The Power of Opportunity, Preparedness and Initiative
Leaders are opportunistic. They make the most of any situation because they are prepared to act.
Being “opportunistic” represents the confluence of opportunity, preparedness and initiative. As shared in YOU Are Destined for Greatness, being opportunistic for positive ends is a defining characteristic of achievers.
Being opportunistic is sometimes mistaken as good fortune or luck. Even worse, it’s assigned negative connotations, such as exploiting someone or something.
That does opportunity a disservice. As with most occasions that arise in life, we have a choice as to how we act and react. It can be positive or negative. True leaders see the good in every opportunity.
Just ask Suku Radia. Several years ago, the now-retired CEO of Bankers Trust was asked to lead a committee to bring the LPGA’s Solheim Cup to Des Moines. Not one to shy away from a challenge, Suku convened a “committee of one” and immediately went to work to achieve the goal. He was successful in his pitch. In 2017, the Solheim Cup was played at Des Moines Golf & Country Club in front of record crowds and TV audiences!
But Radia was also opportunistic. When pitching the Solheim Cup to plant its flag in Des Moines, he demanded that one-half of the net proceeds generated by the golf tournament involving the top-names in women’s golf be given to charities benefiting women and children in central Iowa.
"It was not negotiable," Suku said. "If they weren't willing to do this, then they could find someone else.”
No one argued, even when Suku asked for the commitment in writing.
“So when we submitted the response for the request for proposals to the LPGA, we put that right on the front page,” recalls Suku. “They were blown away as they had never seen something like that. I assured them it would happen. And it did. It set an example for all future Solheim Cups and the good that can come from the tournament.”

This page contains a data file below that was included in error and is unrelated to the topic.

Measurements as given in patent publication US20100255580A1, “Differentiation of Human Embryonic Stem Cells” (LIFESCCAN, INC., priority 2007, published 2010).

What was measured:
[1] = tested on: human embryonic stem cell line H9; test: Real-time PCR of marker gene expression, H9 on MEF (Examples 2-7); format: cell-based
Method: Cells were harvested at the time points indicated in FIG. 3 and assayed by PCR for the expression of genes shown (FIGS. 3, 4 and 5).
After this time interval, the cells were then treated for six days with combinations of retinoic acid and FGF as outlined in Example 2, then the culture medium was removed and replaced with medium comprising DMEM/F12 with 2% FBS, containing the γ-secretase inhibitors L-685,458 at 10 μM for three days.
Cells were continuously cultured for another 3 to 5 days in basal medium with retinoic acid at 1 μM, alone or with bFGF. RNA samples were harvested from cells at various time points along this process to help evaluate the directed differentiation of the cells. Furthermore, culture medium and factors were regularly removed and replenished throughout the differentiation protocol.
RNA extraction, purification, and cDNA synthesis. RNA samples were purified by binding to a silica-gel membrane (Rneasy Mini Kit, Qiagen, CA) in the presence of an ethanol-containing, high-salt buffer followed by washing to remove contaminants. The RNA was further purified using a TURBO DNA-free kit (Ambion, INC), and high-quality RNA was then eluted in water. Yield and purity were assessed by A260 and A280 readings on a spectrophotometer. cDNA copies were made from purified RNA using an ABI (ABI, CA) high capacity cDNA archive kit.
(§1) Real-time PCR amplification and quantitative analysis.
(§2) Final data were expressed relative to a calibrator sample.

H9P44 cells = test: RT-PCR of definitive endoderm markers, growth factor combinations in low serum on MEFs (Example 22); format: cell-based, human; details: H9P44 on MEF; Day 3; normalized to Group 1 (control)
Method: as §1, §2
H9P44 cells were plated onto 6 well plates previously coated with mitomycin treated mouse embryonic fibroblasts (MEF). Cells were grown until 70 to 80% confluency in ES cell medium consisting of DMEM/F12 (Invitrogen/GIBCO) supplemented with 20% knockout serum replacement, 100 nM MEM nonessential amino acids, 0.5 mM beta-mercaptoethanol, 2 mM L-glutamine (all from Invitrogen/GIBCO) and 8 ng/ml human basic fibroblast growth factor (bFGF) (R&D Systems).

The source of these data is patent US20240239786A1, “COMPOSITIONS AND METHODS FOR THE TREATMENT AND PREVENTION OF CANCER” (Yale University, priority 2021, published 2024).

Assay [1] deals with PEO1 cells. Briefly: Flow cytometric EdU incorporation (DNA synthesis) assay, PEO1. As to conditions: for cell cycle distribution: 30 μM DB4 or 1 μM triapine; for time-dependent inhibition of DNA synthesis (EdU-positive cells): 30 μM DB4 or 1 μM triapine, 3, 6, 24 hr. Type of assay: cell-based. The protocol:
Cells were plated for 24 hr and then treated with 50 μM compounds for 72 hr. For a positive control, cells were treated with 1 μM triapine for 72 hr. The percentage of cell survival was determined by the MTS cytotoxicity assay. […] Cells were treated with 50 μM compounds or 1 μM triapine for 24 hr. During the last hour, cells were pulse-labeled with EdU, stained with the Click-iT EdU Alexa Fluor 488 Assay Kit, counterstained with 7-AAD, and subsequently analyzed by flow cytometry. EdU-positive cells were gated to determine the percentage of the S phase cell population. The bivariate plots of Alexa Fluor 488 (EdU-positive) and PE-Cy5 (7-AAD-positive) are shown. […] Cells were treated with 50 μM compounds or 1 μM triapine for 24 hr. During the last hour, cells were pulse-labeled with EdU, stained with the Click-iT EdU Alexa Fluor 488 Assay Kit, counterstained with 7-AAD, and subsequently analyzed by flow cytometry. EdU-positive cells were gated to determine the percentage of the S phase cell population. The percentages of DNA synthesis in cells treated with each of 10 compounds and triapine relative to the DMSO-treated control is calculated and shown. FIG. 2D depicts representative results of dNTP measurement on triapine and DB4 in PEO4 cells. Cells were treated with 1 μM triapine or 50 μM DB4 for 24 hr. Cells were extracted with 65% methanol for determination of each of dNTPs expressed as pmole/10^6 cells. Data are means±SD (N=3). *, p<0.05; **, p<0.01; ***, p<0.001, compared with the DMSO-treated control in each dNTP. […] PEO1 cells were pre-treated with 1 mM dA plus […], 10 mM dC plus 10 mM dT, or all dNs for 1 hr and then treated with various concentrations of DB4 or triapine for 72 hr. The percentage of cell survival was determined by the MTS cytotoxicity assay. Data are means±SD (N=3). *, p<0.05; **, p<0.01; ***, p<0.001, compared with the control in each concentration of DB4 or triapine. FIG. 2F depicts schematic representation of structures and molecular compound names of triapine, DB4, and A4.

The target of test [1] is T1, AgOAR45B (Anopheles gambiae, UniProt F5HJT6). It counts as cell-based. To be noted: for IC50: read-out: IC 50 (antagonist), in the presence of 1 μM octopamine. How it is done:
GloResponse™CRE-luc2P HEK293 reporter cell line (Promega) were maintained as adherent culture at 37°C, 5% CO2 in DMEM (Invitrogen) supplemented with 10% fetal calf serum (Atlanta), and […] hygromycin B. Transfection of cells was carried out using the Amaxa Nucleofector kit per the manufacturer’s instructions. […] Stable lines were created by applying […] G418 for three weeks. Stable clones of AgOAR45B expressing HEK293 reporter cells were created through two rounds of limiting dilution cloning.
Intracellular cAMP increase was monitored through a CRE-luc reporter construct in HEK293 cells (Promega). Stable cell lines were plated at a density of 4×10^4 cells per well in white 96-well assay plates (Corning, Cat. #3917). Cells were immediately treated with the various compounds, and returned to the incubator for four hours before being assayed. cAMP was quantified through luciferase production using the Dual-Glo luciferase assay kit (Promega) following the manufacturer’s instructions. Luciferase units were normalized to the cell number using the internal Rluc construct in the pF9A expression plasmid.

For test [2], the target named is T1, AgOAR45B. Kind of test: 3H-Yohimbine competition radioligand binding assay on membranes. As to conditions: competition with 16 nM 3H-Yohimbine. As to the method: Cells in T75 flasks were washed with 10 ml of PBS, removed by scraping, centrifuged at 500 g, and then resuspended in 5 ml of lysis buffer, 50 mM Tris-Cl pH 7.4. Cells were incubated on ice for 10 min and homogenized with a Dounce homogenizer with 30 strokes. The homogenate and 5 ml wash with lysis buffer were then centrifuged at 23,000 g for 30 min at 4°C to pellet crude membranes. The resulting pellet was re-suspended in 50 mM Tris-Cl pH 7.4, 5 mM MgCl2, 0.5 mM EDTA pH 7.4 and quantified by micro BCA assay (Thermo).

Suku’s story is a vivid illustration of the power of being opportunistic – of seeing the best in every situation and how opportunities can be leveraged to benefit others.
Being opportunistic can manifest itself in many ways, including on a much more practical level.
I was reminded of this fact recently when mowing my yard. Shortly after starting the task, I was flanked by two enterprising robins. As I made my way back and forth across the lawn, they darted from side to side nabbing moths taking flight from the grass after being spooked by the noise and disturbance caused by the mower.
Soon, my Toro mower and the robins were the most unlikely of allies. Over the course of 30-40 minutes, the two opportunistic birds harvested a bounty of food that they deposited on the fly to their nest of hungry goslings situated in a nearby tree. Talk about being opportunistic!
Being open to opportunity was instinctive for the robins.
It’s also an important leadership quality says Iowa State University President Wendy Wintersteen.
“Maybe it’s being invited to run for an elected office on student government or to serve on a team or committee,” she says in YOU Are Destined for Greatness. “When the invitation is made, listen carefully to what that opportunity is and if it’s a door that may be opening.
“Then, be brave enough to take the time to say, ‘You know, I’m going to take advantage of that opportunity.’ True success comes from acting on doors that are opened to you. Be ready to step through them when they do.”